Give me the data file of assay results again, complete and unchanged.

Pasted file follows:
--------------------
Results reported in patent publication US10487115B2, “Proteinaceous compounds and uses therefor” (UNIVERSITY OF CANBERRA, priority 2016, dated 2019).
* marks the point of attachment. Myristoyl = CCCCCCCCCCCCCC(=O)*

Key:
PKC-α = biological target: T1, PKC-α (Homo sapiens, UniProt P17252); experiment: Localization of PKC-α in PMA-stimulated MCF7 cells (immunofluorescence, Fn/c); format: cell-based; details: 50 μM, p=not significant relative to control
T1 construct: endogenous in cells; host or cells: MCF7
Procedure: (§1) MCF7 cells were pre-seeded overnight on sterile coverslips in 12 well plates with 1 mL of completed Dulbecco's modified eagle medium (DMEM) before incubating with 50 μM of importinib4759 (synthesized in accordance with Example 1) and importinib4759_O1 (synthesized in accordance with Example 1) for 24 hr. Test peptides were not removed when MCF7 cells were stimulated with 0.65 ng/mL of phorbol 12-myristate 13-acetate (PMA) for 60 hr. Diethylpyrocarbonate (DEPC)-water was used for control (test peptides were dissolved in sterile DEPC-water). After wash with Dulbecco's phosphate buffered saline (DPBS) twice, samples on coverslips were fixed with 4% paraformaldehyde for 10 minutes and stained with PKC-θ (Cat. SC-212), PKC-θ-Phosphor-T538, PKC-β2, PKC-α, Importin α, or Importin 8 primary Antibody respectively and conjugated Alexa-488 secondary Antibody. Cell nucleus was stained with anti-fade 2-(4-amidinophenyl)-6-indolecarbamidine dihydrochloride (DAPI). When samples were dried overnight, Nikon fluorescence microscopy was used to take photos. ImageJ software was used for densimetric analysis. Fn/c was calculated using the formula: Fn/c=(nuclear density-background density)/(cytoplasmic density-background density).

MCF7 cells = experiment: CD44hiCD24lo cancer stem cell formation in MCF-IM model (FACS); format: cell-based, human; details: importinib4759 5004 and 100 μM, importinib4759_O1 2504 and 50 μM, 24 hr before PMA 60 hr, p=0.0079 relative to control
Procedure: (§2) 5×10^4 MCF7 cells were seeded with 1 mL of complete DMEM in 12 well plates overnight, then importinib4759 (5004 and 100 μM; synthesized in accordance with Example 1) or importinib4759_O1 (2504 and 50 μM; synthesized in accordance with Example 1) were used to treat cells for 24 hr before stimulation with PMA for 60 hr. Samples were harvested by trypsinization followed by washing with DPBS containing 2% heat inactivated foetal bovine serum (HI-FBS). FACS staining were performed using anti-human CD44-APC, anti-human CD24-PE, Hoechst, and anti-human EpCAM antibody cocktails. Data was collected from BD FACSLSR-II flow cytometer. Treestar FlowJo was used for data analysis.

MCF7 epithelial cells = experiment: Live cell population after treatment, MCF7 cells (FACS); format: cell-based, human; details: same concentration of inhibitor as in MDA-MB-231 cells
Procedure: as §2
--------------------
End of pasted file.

Results reported in patent publication US10487115B2, “Proteinaceous compounds and uses therefor” (UNIVERSITY OF CANBERRA, priority 2016, dated 2019).
* marks the point of attachment. Myristoyl = CCCCCCCCCCCCCC(=O)*

Key:
PKC-α = biological target: T1, PKC-α (Homo sapiens, UniProt P17252); experiment: Localization of PKC-α in PMA-stimulated MCF7 cells (immunofluorescence, Fn/c); format: cell-based; details: 50 μM, p=not significant relative to control
T1 construct: endogenous in cells; host or cells: MCF7
Procedure: (§1) MCF7 cells were pre-seeded overnight on sterile coverslips in 12 well plates with 1 mL of completed Dulbecco's modified eagle medium (DMEM) before incubating with 50 μM of importinib4759 (synthesized in accordance with Example 1) and importinib4759_O1 (synthesized in accordance with Example 1) for 24 hr. Test peptides were not removed when MCF7 cells were stimulated with 0.65 ng/mL of phorbol 12-myristate 13-acetate (PMA) for 60 hr. Diethylpyrocarbonate (DEPC)-water was used for control (test peptides were dissolved in sterile DEPC-water). After wash with Dulbecco's phosphate buffered saline (DPBS) twice, samples on coverslips were fixed with 4% paraformaldehyde for 10 minutes and stained with PKC-θ (Cat. SC-212), PKC-θ-Phosphor-T538, PKC-β2, PKC-α, Importin α, or Importin 8 primary Antibody respectively and conjugated Alexa-488 secondary Antibody. Cell nucleus was stained with anti-fade 2-(4-amidinophenyl)-6-indolecarbamidine dihydrochloride (DAPI). When samples were dried overnight, Nikon fluorescence microscopy was used to take photos. ImageJ software was used for densimetric analysis. Fn/c was calculated using the formula: Fn/c=(nuclear density-background density)/(cytoplasmic density-background density).

MCF7 cells = experiment: CD44hiCD24lo cancer stem cell formation in MCF-IM model (FACS); format: cell-based, human; details: importinib4759 5004 and 100 μM, importinib4759_O1 2504 and 50 μM, 24 hr before PMA 60 hr, p=0.0079 relative to control
Procedure: (§2) 5×10^4 MCF7 cells were seeded with 1 mL of complete DMEM in 12 well plates overnight, then importinib4759 (5004 and 100 μM; synthesized in accordance with Example 1) or importinib4759_O1 (2504 and 50 μM; synthesized in accordance with Example 1) were used to treat cells for 24 hr before stimulation with PMA for 60 hr. Samples were harvested by trypsinization followed by washing with DPBS containing 2% heat inactivated foetal bovine serum (HI-FBS). FACS staining were performed using anti-human CD44-APC, anti-human CD24-PE, Hoechst, and anti-human EpCAM antibody cocktails. Data was collected from BD FACSLSR-II flow cytometer. Treestar FlowJo was used for data analysis.

MCF7 epithelial cells = experiment: Live cell population after treatment, MCF7 cells (FACS); format: cell-based, human; details: same concentration of inhibitor as in MDA-MB-231 cells
Procedure: as §2